• Consumer payment behavior
• Opportunities and challenges facing providers in the space
• Innovations in payments and payment technology
• Regulatory landscape facing the industry
In his keynote speech, Richard Oliver, Federal Reserve Bank of Atlanta, stated that during the late twentieth century, the payments industry was in an environment where banks faced little competition for consumers; the pace of innovation was slow; the government did not intervene much; and consumers did not require a lot from their payment providers. However, over the past decade, that environment dramatically shifted: Nonbank players began to aggressively compete with banks to provide payment services; the pace of innovation accelerated as new technologies emerged; government regulations became stricter; and consumers demanded more from their payment providers.
Katy Jacob, Federal Reserve Bank of Chicago, noted that the rising costs of providing payment services are indeed a significant industry challenge. While many consumers have weathered economic setbacks that have made them more aware of the terms of their relationships with their payment providers, many of their payment preferences have remained the same.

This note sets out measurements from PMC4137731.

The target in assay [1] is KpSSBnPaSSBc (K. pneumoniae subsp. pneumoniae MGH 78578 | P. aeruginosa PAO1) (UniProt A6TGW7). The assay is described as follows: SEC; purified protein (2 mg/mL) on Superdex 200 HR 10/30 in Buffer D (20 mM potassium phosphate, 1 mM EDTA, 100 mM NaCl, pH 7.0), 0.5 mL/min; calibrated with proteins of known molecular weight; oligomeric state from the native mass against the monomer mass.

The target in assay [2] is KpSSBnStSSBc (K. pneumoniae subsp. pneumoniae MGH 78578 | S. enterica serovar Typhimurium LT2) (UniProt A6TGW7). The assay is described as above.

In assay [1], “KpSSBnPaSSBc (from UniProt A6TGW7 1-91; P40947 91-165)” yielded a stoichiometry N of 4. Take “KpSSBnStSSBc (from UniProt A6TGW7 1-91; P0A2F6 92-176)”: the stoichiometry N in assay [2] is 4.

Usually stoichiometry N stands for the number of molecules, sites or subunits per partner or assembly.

Sujit Chakravorti, The Clearing House, reiterated that customers developed high expectations from their payment options in the past and they continue to expect rewards from using payment instruments like credit cards.
Dave Wentker, Visa, argued that the prevalence of mobile phones and smartphones has created an immense opportunity for payment providers, as long as those providers choose the right time to invest in infrastructure developments—i.e., when it is plausible to achieve a critical mass.
[Laura] Chambers [of PayPal] said that much of Internet commerce is actually conducted via mobile devices, as opposed to computers, so sales completed on mobile devices may actually be underreported. Chambers also remarked that mobile payments change the nature of competition, since payment providers are competing not only with each other for consumers’ time, but also with nonfinancial software companies that make entertainment applications, such as games.